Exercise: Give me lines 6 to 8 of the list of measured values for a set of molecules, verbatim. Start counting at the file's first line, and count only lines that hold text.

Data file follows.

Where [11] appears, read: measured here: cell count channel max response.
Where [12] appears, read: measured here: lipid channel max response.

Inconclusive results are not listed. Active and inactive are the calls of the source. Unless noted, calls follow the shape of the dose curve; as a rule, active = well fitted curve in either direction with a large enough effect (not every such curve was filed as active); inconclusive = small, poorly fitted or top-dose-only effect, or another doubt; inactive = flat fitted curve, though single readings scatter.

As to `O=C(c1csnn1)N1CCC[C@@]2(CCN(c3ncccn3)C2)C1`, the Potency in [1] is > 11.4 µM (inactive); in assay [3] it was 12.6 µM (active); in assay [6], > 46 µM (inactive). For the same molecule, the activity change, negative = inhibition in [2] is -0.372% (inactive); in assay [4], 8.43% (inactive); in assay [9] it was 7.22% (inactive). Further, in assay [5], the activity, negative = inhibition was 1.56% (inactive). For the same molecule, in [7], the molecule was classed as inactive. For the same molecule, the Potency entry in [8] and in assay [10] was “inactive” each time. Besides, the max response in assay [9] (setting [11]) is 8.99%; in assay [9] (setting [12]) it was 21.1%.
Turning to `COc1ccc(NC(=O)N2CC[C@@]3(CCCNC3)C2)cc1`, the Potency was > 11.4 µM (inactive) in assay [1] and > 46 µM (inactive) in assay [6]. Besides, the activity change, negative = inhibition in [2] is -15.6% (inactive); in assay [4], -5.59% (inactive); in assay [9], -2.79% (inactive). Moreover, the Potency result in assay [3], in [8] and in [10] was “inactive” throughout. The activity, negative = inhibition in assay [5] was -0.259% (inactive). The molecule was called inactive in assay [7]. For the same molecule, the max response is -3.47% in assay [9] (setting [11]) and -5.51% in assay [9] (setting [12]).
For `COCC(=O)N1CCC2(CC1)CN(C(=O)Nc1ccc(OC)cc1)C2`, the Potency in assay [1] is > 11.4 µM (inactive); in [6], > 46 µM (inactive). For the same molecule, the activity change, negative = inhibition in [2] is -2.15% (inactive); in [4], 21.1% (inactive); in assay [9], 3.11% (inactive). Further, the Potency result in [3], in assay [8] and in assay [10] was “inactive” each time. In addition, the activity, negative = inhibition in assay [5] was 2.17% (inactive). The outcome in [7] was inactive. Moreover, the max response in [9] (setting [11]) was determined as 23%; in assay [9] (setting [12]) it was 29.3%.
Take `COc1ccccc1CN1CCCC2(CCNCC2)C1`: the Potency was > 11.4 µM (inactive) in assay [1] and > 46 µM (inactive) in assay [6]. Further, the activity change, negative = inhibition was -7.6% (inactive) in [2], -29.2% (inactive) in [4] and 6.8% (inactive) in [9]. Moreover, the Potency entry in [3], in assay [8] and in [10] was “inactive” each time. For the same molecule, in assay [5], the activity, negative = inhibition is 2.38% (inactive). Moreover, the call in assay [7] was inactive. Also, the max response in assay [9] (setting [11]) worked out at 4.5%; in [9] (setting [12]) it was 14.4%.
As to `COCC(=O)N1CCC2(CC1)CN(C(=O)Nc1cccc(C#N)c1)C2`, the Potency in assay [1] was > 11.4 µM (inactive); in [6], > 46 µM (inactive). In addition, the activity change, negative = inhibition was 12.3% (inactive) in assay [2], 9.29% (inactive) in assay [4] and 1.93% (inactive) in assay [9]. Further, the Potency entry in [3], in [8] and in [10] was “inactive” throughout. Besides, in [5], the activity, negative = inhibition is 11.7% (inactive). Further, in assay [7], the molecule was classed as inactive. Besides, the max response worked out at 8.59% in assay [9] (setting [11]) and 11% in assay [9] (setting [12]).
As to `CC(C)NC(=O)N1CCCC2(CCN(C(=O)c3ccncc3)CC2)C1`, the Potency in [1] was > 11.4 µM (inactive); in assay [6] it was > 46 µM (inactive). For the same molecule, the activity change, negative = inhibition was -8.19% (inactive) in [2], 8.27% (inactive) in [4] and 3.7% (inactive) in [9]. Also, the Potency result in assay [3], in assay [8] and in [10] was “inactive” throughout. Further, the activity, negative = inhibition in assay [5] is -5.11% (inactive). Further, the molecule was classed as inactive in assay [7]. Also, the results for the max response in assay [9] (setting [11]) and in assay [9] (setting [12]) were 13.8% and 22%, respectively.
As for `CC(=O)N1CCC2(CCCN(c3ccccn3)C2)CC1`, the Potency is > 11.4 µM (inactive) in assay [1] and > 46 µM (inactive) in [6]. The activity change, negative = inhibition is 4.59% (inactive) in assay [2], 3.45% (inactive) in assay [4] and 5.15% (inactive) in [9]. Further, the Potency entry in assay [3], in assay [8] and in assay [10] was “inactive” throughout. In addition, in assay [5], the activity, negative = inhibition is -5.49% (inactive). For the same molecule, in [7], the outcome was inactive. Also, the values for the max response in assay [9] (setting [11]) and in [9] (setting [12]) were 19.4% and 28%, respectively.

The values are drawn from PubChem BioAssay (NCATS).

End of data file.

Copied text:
For `COCC(=O)N1CCC2(CC1)CN(C(=O)Nc1ccc(OC)cc1)C2`, the Potency in assay [1] is > 11.4 µM (inactive); in [6], > 46 µM (inactive). For the same molecule, the activity change, negative = inhibition in [2] is -2.15% (inactive); in [4], 21.1% (inactive); in assay [9], 3.11% (inactive). Further, the Potency result in [3], in assay [8] and in assay [10] was “inactive” each time. In addition, the activity, negative = inhibition in assay [5] was 2.17% (inactive). The outcome in [7] was inactive. Moreover, the max response in [9] (setting [11]) was determined as 23%; in assay [9] (setting [12]) it was 29.3%.
Take `COc1ccccc1CN1CCCC2(CCNCC2)C1`: the Potency was > 11.4 µM (inactive) in assay [1] and > 46 µM (inactive) in assay [6]. Further, the activity change, negative = inhibition was -7.6% (inactive) in [2], -29.2% (inactive) in [4] and 6.8% (inactive) in [9]. Moreover, the Potency entry in [3], in assay [8] and in [10] was “inactive” each time. For the same molecule, in assay [5], the activity, negative = inhibition is 2.38% (inactive). Moreover, the call in assay [7] was inactive. Also, the max response in assay [9] (setting [11]) worked out at 4.5%; in [9] (setting [12]) it was 14.4%.
As to `COCC(=O)N1CCC2(CC1)CN(C(=O)Nc1cccc(C#N)c1)C2`, the Potency in assay [1] was > 11.4 µM (inactive); in [6], > 46 µM (inactive). In addition, the activity change, negative = inhibition was 12.3% (inactive) in assay [2], 9.29% (inactive) in assay [4] and 1.93% (inactive) in assay [9]. Further, the Potency entry in [3], in [8] and in [10] was “inactive” throughout. Besides, in [5], the activity, negative = inhibition is 11.7% (inactive). Further, in assay [7], the molecule was classed as inactive. Besides, the max response worked out at 8.59% in assay [9] (setting [11]) and 11% in assay [9] (setting [12]).